Transglutaminase-mediated covalent attachment of polyamines to proteins: mechanisms and potential physiological significance

Physiol Chem Phys. 1980;12(5):457-72.


Putrescine, spermidine, and spermine can be covalently incorporated as the corresponding peptide-bound gamma-glutamyl-polyamine derivatives into selected glutaminyl residues in proteins and polypeptides that serve as amine acceptor substrates for various calcium-dependent transglutaminases. Once aliphatic diamines or polyamines have been enzymatically incorporated into polypeptides in that fashion, the remaining free primary amino groups can undergo further transglutaminase-catalyzed attachment to other reactive glutaminyl residues to yield bis-(gamma-glutamyl)polyamine cross-bridges. This essay considers mechanistic features of these reactions as catalyzed by various forms of transglutaminases present either extracellularly or intracellularly in mammals. The potential physiological significance of the reactions in mammalian cells and body fluids is discussed.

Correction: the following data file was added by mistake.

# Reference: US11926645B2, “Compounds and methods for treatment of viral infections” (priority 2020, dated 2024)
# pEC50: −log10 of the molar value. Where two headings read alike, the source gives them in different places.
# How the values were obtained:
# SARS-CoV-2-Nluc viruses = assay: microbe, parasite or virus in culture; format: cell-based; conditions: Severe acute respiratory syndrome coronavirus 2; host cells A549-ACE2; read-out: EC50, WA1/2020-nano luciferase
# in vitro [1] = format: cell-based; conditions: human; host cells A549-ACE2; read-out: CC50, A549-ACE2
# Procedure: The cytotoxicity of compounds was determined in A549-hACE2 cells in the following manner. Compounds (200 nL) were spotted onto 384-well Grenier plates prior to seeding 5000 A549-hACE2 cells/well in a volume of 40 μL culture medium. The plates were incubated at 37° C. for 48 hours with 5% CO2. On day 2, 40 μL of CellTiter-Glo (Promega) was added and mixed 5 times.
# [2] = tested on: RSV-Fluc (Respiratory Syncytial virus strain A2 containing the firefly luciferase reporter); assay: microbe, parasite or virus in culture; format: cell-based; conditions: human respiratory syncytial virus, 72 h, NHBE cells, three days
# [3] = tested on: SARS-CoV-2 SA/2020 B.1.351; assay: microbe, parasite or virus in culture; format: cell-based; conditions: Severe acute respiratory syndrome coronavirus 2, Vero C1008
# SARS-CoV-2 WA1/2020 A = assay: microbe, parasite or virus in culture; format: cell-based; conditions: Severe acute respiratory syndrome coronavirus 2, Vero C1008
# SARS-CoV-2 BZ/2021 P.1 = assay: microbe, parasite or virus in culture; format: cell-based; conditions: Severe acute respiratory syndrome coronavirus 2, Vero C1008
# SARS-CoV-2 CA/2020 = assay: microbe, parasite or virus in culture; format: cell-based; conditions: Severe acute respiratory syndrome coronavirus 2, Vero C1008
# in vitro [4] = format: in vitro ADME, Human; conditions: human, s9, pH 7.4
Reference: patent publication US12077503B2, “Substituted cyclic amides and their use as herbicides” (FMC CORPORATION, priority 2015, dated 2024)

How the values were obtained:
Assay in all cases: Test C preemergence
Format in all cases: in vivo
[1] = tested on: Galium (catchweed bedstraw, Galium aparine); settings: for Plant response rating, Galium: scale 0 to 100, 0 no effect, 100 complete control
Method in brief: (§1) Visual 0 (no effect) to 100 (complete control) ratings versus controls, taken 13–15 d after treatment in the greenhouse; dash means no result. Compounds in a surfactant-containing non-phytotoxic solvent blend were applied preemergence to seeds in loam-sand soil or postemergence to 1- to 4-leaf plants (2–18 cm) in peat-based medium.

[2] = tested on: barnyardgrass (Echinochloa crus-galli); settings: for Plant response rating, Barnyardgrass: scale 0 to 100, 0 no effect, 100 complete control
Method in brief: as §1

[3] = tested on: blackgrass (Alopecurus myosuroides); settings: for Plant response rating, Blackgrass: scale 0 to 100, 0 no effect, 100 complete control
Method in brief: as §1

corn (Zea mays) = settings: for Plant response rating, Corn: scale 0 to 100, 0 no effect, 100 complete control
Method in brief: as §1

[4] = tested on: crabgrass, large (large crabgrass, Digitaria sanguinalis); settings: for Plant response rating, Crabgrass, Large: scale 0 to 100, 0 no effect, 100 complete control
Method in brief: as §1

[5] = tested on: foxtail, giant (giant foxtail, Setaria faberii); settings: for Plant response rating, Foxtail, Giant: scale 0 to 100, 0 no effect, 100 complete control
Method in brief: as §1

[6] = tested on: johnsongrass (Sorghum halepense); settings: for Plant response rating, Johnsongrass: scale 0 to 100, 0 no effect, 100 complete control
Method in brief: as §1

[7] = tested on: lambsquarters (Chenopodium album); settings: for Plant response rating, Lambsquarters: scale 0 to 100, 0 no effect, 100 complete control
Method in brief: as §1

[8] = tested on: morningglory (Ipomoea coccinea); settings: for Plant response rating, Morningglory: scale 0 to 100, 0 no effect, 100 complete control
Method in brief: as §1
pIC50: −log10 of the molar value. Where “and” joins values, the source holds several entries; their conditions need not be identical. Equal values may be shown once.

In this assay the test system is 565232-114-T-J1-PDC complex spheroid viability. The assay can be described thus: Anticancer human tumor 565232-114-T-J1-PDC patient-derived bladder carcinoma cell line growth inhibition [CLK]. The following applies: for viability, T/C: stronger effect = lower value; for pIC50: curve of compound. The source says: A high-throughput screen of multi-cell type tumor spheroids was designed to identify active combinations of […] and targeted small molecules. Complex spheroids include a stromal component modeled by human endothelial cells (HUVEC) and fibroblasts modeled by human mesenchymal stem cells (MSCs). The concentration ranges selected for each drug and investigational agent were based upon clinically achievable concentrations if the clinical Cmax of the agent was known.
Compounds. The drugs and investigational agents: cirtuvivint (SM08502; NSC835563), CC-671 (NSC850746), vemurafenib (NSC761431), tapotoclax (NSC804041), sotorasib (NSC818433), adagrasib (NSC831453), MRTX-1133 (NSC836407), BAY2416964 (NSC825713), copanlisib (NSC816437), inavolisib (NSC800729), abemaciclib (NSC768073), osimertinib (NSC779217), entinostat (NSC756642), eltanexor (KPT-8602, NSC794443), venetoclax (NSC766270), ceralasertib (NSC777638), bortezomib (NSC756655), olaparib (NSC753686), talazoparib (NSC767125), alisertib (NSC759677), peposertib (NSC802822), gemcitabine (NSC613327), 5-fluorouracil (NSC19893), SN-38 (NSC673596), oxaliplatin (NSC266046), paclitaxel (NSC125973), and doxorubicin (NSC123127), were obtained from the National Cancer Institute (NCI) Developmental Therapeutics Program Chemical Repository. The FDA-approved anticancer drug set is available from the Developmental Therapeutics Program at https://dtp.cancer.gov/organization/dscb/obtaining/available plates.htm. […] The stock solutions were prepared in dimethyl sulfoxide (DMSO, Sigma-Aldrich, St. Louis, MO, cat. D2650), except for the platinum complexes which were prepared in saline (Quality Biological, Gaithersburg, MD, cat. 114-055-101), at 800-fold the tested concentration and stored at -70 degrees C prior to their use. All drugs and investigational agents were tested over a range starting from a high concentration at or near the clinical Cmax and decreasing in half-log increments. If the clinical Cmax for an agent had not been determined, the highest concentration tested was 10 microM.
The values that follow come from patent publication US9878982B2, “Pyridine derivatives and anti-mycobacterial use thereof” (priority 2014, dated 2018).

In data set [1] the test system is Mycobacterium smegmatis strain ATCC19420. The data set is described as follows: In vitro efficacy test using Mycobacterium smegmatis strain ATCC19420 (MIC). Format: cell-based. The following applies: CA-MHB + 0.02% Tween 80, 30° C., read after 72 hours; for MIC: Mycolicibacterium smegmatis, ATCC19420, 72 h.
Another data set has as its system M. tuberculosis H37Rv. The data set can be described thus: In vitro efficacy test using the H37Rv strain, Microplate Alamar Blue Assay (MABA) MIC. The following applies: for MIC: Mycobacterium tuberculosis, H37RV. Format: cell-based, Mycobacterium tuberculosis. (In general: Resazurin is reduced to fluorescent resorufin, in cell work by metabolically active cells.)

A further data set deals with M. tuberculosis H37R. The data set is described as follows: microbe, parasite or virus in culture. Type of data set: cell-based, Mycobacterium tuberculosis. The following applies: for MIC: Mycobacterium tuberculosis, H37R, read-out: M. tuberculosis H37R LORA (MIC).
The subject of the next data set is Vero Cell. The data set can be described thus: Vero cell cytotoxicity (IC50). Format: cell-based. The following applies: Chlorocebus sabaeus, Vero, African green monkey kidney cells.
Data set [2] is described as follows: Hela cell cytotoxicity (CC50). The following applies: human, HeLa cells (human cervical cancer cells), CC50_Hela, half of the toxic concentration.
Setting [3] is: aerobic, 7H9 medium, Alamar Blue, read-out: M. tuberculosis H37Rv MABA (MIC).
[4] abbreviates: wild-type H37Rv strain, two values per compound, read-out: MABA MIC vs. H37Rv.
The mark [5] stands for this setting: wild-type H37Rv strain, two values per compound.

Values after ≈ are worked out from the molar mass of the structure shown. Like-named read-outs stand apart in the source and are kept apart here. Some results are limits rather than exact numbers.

Publication types

  • Research Support, U.S. Gov't, Non-P.H.S.
  • Research Support, U.S. Gov't, P.H.S.
  • Review

MeSH terms

  • Animals
  • Factor XIII / metabolism
  • Guinea Pigs
  • Humans
  • Liver / enzymology
  • Male
  • Polyamines / metabolism*
  • Protein Binding
  • Proteins / metabolism*
  • Putrescine / metabolism
  • Semen / enzymology
  • Spermidine / metabolism
  • Spermine / metabolism
  • Substrate Specificity
  • gamma-Glutamyltransferase / metabolism*


  • Polyamines
  • Proteins
  • Spermine
  • Factor XIII
  • gamma-Glutamyltransferase
  • Spermidine
  • Putrescine